J Infect Dis 2009 Nov;200 Suppl 1:S277-81

All India Institute of Medical Sciences, New Delhi, India.

Background: A rotavirus vaccine previously licensed in the United States was withdrawn because it caused intussusception. Data on background intussusception rates in developing countries are required to plan pre- and postlicensure safety studies for new rotavirus vaccines. Also, it is unclear whether natural rotavirus infection is associated with intussusception.

Methods: Passive surveillance for intussusception in a large, well-defined, poor, urban population in Delhi, India, was conducted in 2 phases. Intussusception was confirmed by ultrasonography or surgery. Fecal samples obtained from patients with intussusception at study hospitals (irrespective of their residence in study areas) and healthy control subjects were tested for rotavirus with use of enzyme immunoassay. If available, resected intestinal tissue samples were tested for rotavirus with use of immunohistochemistical analysis and reverse-transcription polymerase chain reaction.

Results: The incidence of intussusception requiring hospitalization was 17.7 cases per 100,000 infant-years of follow-up (95% confidence interval, 5.9-41.4 cases per 100,000 infant-years). Detection rates of rotavirus in stool samples did not differ significantly between case patients and control subjects (4 of 42 case patients vs 6 of 92 control subjects), and no evidence of rotavirus was detected in any of the 22 patients with intussusception for whom intestinal tissue samples were available.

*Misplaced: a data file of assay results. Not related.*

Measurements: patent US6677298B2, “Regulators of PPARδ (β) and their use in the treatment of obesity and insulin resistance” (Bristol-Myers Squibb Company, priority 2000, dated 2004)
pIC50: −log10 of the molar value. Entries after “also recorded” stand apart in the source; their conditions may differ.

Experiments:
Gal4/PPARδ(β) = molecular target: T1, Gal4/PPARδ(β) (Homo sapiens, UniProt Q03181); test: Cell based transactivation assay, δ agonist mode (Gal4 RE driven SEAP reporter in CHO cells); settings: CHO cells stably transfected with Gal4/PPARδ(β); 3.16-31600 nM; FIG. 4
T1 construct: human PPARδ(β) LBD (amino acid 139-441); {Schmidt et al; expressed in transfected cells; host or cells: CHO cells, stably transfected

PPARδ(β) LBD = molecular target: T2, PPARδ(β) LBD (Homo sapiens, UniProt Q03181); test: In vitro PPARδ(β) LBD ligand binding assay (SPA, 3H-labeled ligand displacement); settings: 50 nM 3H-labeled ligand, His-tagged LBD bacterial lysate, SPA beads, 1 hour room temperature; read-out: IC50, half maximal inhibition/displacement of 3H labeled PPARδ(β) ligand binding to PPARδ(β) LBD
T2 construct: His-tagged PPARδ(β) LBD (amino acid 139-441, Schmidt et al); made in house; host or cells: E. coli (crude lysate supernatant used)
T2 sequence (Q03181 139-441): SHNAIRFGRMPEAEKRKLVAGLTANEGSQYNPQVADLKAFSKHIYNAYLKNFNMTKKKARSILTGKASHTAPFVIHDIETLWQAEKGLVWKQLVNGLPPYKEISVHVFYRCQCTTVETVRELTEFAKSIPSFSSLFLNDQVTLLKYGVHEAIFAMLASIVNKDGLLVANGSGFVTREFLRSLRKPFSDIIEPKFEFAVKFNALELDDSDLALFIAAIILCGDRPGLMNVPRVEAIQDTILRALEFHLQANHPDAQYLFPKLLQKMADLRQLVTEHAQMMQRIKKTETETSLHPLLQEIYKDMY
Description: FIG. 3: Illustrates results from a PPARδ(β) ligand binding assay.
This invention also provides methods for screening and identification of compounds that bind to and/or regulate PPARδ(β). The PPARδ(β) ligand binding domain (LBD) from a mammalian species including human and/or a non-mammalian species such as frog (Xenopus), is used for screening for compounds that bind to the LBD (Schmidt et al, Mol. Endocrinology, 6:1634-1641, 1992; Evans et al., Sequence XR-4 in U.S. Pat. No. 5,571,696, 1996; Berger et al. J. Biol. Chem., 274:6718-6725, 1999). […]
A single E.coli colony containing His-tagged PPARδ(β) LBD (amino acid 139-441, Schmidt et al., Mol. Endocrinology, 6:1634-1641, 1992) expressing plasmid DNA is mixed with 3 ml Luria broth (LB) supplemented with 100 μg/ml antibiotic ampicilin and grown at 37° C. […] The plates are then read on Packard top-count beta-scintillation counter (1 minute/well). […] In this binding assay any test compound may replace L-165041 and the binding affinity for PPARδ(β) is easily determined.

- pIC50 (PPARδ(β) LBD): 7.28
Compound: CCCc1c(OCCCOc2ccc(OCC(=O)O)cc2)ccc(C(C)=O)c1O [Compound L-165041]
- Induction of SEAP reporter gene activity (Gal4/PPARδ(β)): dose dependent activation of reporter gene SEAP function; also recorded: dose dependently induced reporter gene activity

Conclusions: The incidence of intussusception among Indian infants appears to be lower than that reported in other middle- and high-income countries. Natural rotavirus infection does not appear to be a major cause of intussusception in Indian infants.
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http://dx.doi.org/10.1086/605045DOI Listing
November 2009

Incidence of severe rotavirus diarrhea in New Delhi, India, and G and P types of the infecting rotavirus strains.

J Infect Dis 2005 Sep;192 Suppl 1:S114-9

Center for Diarrheal Disease and Nutrition Research, Department of Pediatrics, All India Institute of Medical Sciences, New Delhi.

A total of 62,475 children <5 years old from a defined population of approximately 500,000 children and adults from slums in New Delhi, India, were assessed for 1 year by means of passive surveillance, to identify children who were hospitalized for diarrhea. The incidence of severe rotavirus diarrhea was estimated, and the G and P types of the infecting rotavirus strains were determined and were correlated with the clinical severity of diarrhea. Of 584 children who were hospitalized with diarrhea, 137 (23.5%) had rotavirus detected in stool specimens (incidence of rotavirus diarrhea-associated hospitalizations, 337 hospitalizations/100,000 children <5 years of age). Most cases of diarrhea (98%) occurred during the first 2 years of life, peaking at 9-11 months of age. Rotavirus-associated diarrhea occurred year-round but was predominant in winter. Among the strains that could be G-typed, G1 was the most common serotype, followed by G9 and G2; 10% of cases of diarrhea were due to mixed G-type infections. Common strains identified in the present surveillance study were P[8]G1, P[4]G2, P[8]G9, P[6]G1, P[6]G9, and P[6]G3. Children infected with G1 strains had a greater risk of developing more-severe cases of diarrhea than did children infected with other rotavirus strains (odds ratio, 2.95; 95% confidence interval, 1.3-6.67).
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http://dx.doi.org/10.1086/431497DOI Listing
September 2005